This change in marking requirements does not affect country of origin determinations for purposes of assessing ordinary duties under Chapters 1-97 of the HTSUS or temporary or additional duties under Chapter 99 of the HTSUS. Entry summary procedures also have not changed. Given that this new rule only applies to marking requirements under 19 U.S.C. 1304, filers should continue to file their entry summaries and submit payments for applicable duties, taxes and fees in accordance with current regulations and policies.
Thursday, August 20, 2020
Wednesday, August 19, 2020
Tuesday, August 18, 2020
Senators Portman and Peters Introduce Bipartisan Legislation to Require the Defense Logistics Agency to Issue Long-Term Contracts for American-Made PPE
On August 18, 2020, U.S. Senators Rob Portman (R-OH) and Gary Peters (D-MI) introduced bipartisan legislation that will strengthen efforts to onshore production of personal protective equipment (PPE) in the United States by requiring the Defense Logistics Agency (DLA) to issue long-term contracts for American-made PPE. Reshoring production will ensure American workers, students, health care professionals, and more have the PPE they need as the economy continues to reopen. Domestic production of PPE supplies will also create manufacturing American jobs.
“The American people should not have to rely so heavily on foreign countries for personal protective equipment, and that’s why we must bring PPE production back to our shores,” said Senator Portman. “When I talk to PPE manufacturers about re-shoring this production to America, the number one thing I hear about is the need for long-term contracts. Multi-year contracts give producers the certainty to know that their investment in the United States will be worth it, because the government will be there to buy the PPE they produce. By re-shoring production of PPE, we can continue to support a safe and effective reopening of our schools, workplaces and the economy and I urge my colleagues to support this important bipartisan legislation.”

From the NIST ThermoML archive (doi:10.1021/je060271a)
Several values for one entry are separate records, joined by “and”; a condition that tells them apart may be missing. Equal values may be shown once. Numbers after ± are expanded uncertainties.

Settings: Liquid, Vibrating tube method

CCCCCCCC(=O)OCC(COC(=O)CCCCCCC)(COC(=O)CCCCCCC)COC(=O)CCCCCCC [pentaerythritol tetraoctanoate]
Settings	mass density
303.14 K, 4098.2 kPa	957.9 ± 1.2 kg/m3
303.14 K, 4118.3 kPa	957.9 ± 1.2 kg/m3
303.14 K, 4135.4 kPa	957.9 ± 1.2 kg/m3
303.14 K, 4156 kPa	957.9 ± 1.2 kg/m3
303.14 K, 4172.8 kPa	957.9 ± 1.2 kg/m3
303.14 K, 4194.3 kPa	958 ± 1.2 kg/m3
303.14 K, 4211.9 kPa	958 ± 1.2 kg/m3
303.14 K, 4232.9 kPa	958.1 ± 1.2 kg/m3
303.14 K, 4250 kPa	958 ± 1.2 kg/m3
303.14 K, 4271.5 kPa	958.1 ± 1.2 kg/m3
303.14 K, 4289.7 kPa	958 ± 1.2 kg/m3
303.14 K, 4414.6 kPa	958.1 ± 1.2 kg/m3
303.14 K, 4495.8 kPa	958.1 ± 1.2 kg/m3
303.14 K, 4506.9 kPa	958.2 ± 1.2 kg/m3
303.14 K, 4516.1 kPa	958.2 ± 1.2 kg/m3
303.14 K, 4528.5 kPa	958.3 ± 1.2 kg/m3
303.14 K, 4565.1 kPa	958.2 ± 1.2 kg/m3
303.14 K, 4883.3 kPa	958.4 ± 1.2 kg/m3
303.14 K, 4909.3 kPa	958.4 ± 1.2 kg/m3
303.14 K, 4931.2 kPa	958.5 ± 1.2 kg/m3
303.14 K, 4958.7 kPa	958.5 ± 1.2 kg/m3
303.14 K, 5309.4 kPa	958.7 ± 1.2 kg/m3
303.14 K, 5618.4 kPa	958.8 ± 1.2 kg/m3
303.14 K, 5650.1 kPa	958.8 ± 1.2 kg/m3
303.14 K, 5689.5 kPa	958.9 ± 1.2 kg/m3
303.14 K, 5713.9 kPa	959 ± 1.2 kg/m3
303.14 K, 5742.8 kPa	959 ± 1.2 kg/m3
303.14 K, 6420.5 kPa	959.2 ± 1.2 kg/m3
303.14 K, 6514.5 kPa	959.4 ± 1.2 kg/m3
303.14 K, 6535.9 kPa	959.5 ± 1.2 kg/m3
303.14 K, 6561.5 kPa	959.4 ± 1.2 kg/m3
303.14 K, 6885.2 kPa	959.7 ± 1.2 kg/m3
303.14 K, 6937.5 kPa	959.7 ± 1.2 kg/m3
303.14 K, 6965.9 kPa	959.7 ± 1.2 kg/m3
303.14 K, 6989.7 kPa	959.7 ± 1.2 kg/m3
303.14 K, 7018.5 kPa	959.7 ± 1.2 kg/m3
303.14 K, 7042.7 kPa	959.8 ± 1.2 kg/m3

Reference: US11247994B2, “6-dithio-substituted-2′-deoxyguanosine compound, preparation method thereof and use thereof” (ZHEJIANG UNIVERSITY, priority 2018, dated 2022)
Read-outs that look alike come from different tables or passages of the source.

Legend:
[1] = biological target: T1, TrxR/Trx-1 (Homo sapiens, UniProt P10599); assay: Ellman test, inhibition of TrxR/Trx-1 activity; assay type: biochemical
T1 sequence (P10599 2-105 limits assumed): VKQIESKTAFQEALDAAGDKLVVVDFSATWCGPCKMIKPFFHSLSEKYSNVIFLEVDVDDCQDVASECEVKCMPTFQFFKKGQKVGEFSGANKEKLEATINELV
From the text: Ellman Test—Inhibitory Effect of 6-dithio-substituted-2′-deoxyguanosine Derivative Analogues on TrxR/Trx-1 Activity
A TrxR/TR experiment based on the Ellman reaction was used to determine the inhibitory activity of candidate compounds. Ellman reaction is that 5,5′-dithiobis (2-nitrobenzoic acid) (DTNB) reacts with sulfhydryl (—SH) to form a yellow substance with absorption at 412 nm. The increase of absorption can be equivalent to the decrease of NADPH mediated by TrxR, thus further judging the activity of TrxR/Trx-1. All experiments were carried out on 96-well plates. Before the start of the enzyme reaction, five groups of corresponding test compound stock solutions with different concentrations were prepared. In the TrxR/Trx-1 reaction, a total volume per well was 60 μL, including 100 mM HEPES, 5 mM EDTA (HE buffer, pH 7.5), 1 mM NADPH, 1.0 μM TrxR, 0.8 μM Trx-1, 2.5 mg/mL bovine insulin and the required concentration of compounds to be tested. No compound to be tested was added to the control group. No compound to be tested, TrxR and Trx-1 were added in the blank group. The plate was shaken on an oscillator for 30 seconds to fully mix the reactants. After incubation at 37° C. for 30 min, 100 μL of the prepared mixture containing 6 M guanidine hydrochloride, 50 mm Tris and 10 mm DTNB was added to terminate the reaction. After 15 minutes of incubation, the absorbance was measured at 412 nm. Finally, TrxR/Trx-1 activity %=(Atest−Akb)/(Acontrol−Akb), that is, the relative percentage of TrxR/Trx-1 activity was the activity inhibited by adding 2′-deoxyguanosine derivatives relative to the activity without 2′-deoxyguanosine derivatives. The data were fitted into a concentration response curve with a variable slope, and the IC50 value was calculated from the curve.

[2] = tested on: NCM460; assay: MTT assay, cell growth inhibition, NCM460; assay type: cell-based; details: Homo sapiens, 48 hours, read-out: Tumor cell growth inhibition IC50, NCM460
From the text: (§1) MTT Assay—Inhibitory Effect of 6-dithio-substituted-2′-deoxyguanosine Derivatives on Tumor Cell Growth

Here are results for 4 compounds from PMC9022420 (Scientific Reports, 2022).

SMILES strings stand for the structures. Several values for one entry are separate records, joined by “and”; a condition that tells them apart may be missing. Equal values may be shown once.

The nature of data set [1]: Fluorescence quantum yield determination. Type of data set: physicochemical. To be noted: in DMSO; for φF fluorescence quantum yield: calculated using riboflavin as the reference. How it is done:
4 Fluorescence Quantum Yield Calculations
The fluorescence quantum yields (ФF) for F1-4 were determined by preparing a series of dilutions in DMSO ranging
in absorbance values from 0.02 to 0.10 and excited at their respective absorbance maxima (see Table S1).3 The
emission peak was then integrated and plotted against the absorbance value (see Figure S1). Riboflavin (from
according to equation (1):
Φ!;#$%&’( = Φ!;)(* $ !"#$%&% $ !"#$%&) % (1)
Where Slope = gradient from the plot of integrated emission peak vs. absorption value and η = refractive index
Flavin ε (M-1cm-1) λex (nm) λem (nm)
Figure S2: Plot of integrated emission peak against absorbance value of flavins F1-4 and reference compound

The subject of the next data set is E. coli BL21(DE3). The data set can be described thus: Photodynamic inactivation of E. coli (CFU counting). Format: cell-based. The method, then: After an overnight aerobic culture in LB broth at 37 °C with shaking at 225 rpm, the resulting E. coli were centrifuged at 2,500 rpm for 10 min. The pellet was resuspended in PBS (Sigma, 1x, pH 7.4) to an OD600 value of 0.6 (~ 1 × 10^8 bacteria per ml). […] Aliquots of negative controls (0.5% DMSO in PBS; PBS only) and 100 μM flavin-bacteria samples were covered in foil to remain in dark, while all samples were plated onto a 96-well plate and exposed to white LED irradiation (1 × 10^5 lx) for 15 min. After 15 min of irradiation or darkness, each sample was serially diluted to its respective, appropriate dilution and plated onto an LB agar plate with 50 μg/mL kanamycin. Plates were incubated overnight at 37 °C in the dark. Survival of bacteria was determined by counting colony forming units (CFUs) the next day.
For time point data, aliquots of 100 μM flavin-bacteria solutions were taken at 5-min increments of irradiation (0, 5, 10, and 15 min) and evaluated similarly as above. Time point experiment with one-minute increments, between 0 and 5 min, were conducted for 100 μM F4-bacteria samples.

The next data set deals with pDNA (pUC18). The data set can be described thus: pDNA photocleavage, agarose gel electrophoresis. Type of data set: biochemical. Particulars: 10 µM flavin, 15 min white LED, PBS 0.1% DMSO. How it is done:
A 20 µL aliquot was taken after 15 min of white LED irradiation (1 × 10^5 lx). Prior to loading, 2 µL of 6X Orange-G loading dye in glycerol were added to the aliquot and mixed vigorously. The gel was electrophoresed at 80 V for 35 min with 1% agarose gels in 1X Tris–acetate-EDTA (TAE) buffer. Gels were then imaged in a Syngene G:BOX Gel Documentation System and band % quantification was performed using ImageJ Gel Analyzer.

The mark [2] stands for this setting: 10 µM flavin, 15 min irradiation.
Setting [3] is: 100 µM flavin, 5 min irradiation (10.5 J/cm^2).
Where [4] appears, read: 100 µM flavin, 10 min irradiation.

“Our nation’s dependence on foreign manufacturers for PPE, such as masks, gloves, and respirators, is a serious national security risk,” said Senator Peters, Ranking Member of the Homeland Security and Governmental Affairs Committee. “I raised concerns about this problem in a report last year, and the shortages caused by the Coronavirus pandemic only underscore the need to incentivize American manufacturers to produce these critical supplies in the United States. Workers and companies in Michigan and across the country know how to manufacture great products, and this bipartisan bill will help provide certainty for American companies to create jobs, make PPE and strengthen our ability to respond to this and future pandemics.”
“We want to thank Senators Portman and Peters for introducing the ‘Make PPE in America Act’ to help onshore critical PPE production,” said NCTO President and CEO Kim Glas. “By using the purchasing power of the federal government to issue long-term contracts to American companies and its workforce, this legislation will ensure vital investment in the United States for years to come, while helping our nation become self-sufficient in lifesaving PPE materials.”
“We fully support the courageous and forward-thinking ‘Make PPE in America Act’ proposed by our own Michigan Senator Gary Peters and Senator Rob Portman from Ohio,” says Lance Keziah, CEO of Crypton. “As a Michigan-based textile manufacturer, we have seen decline across the entire domestic industry…an industry critical to PPE. This bill will provide long-term contracts to American companies of varying scale necessary to its production while supporting our essential workforce. This legislation will provide investment in the United States for years to come, insuring that our nation remains self-sufficient in supplying lifesaving PPE materials. Supporting American textile manufacturing means a more stable economy; affordable, sustainable PPE, and a healthy workforce.”
On August 18, 2020, the Office of the United States Trade Representative published in the Federal Register (85 FR 50864) Request for Comments and Notice of Public Hearing Concerning China's Compliance With WTO Commitments.
China became a Member of the WTO on December 11, 2001. In accordance with section 421 of the U.S.-China Relations Act of 2000 (Pub. L. 106-286), USTR is required to submit by December 11 of each year, a report to Congress on China's compliance with commitments made in connection with its accession to the WTO, including multilateral commitments and any bilateral commitments made to the United States. In accordance with section 421, and to assist it in preparing this year's report, the TPSC is soliciting public comments. You can find last year's report on USTR's website at https://ustr.gov/sites/default/files/2019_Report_on_China%E2%80%99s_WTO_Compliance.pdf.